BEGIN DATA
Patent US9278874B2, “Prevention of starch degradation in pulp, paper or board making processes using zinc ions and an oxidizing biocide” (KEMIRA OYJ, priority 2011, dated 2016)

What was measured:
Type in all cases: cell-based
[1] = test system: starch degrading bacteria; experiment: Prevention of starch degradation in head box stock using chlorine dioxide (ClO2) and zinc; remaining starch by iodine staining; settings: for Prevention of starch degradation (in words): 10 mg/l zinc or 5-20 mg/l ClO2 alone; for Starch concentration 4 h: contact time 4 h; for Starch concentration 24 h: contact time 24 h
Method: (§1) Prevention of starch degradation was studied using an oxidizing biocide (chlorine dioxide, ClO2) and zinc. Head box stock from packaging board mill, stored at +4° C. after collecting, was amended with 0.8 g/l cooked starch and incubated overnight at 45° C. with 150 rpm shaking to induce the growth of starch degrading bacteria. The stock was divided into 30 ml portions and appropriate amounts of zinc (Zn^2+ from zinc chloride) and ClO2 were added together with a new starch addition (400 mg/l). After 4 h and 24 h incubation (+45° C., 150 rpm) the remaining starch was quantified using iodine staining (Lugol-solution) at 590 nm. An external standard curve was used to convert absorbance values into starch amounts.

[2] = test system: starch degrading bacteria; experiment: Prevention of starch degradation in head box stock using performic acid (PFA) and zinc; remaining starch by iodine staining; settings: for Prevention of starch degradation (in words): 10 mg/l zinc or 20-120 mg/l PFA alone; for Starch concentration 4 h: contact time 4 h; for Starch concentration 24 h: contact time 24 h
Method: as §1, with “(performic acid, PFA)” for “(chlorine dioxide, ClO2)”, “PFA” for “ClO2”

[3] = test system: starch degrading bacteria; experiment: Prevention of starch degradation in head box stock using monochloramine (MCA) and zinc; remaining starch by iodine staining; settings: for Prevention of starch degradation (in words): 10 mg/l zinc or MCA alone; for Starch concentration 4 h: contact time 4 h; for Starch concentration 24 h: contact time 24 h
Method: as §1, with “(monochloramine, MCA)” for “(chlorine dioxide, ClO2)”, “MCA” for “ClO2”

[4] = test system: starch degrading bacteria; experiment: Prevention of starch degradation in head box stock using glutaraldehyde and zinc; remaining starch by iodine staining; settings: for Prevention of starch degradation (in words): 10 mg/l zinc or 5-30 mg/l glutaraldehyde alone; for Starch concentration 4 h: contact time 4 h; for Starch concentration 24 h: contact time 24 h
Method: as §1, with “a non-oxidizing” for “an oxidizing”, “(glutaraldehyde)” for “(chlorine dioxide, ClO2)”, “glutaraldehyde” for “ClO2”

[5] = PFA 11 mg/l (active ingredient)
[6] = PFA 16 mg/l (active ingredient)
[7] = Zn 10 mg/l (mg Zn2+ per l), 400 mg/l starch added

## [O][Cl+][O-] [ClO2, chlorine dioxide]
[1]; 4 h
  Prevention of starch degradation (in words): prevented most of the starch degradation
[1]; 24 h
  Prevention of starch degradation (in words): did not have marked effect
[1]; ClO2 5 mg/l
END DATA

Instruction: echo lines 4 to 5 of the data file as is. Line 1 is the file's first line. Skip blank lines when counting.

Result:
[1] = test system: starch degrading bacteria; experiment: Prevention of starch degradation in head box stock using chlorine dioxide (ClO2) and zinc; remaining starch by iodine staining; settings: for Prevention of starch degradation (in words): 10 mg/l zinc or 5-20 mg/l ClO2 alone; for Starch concentration 4 h: contact time 4 h; for Starch concentration 24 h: contact time 24 h
Method: (§1) Prevention of starch degradation was studied using an oxidizing biocide (chlorine dioxide, ClO2) and zinc. Head box stock from packaging board mill, stored at +4° C. after collecting, was amended with 0.8 g/l cooked starch and incubated overnight at 45° C. with 150 rpm shaking to induce the growth of starch degrading bacteria. The stock was divided into 30 ml portions and appropriate amounts of zinc (Zn^2+ from zinc chloride) and ClO2 were added together with a new starch addition (400 mg/l). After 4 h and 24 h incubation (+45° C., 150 rpm) the remaining starch was quantified using iodine staining (Lugol-solution) at 590 nm. An external standard curve was used to convert absorbance values into starch amounts.